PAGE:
5. Shoot
    Take a few test shots, then refine. You probably won’t take the best one on your first try, so take a few, review and adjust to get your best headshot. Do different poses, facial expressions and even try different backgrounds. It is better to have a couple options at the end.

Other tips and tricks

  • Make sure your camera is set to the highest resolution. Look into the setting in your smartphone and camera to ensure your camera is set to the highest resolution. And if sending this photo to someone to post online or publish in print, ensure your email settings do not automatically compress the photo’s resolution.
  • Square up your background. Make sure background elements are level and square in the frame. This will give your photo more composure. Adjust the brightness and clarity. When taking your own headshot, you don’t want to do much more than adjust the brightness, clarity and do minimal color correcting. Avoid using filters and dramatic effects—this will make your photo look unprofessional.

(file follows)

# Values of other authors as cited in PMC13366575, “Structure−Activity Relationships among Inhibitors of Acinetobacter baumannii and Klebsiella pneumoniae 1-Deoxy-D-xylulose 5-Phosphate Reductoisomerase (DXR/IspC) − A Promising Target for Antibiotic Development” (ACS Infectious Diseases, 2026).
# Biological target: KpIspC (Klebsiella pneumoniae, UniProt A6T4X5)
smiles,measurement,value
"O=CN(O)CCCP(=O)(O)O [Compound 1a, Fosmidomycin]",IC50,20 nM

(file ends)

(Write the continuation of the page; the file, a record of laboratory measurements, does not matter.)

• Don’t use the built in flash. The flash in your camera or smartphone will be very direct and harsh. If you feel your photo is still too dark, try taking it at a different time of day, or make your own homemade light bounce card by holding a white poster board beneath your face, out of frame.
Holding a bounce card under your face will add more light.

Have fun and practice

By using these tips and tricks, you should have an up-to-date headshot in less than 30 minutes. At the very least, a photo that was taken expressly for your use as a professional, not repurposed from your personal life. 

As a good practice, it is best to have a new headshot every one to three years (depending on your line of work) taken by a professional photographer. See if your fellow coworkers would also like new headshots, and have a photographer come in for a half day and take everyone’s photos all at once. Especially when updating a company website, it is best to have headshots that match in quality and tone, and the best way to do that is to use the same photographer at the same time.